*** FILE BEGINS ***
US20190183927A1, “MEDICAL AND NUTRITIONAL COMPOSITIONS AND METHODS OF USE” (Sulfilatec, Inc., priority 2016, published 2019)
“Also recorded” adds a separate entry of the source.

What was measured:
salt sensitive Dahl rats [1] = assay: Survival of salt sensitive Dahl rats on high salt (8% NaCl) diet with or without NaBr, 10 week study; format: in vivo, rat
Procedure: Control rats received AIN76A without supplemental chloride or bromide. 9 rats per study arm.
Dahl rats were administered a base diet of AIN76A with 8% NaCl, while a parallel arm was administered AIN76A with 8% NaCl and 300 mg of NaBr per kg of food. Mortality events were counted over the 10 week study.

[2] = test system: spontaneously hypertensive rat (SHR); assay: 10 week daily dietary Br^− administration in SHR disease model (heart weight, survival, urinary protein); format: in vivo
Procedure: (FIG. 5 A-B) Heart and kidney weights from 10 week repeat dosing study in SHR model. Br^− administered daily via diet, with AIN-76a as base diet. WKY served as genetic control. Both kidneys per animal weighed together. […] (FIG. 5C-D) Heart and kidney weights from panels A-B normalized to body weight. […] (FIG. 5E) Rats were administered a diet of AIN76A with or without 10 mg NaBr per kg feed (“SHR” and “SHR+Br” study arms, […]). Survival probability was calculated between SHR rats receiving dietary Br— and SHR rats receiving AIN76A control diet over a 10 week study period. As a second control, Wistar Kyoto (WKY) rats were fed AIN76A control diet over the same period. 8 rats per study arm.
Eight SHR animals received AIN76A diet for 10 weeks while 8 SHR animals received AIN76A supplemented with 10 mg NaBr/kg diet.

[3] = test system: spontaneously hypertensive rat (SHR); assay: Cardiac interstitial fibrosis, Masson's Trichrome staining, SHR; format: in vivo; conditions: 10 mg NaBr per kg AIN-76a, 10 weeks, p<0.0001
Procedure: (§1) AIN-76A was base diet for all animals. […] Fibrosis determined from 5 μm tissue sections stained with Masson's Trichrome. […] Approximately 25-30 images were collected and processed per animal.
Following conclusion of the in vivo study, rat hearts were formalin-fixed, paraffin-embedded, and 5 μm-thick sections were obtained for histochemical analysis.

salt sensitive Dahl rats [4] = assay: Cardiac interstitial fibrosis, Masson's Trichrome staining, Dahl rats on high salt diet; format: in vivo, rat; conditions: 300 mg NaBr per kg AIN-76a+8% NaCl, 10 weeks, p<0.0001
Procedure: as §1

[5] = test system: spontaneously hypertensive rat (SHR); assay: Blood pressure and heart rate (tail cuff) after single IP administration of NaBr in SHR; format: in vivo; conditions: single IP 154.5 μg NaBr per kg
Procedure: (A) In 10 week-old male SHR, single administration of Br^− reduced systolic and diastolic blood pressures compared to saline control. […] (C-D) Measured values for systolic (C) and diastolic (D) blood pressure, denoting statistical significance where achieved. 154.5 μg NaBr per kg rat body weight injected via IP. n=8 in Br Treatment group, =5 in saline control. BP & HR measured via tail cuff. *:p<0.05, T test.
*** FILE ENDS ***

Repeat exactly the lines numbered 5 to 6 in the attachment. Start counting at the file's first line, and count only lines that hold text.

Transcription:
Procedure: Control rats received AIN76A without supplemental chloride or bromide. 9 rats per study arm.
Dahl rats were administered a base diet of AIN76A with 8% NaCl, while a parallel arm was administered AIN76A with 8% NaCl and 300 mg of NaBr per kg of food. Mortality events were counted over the 10 week study.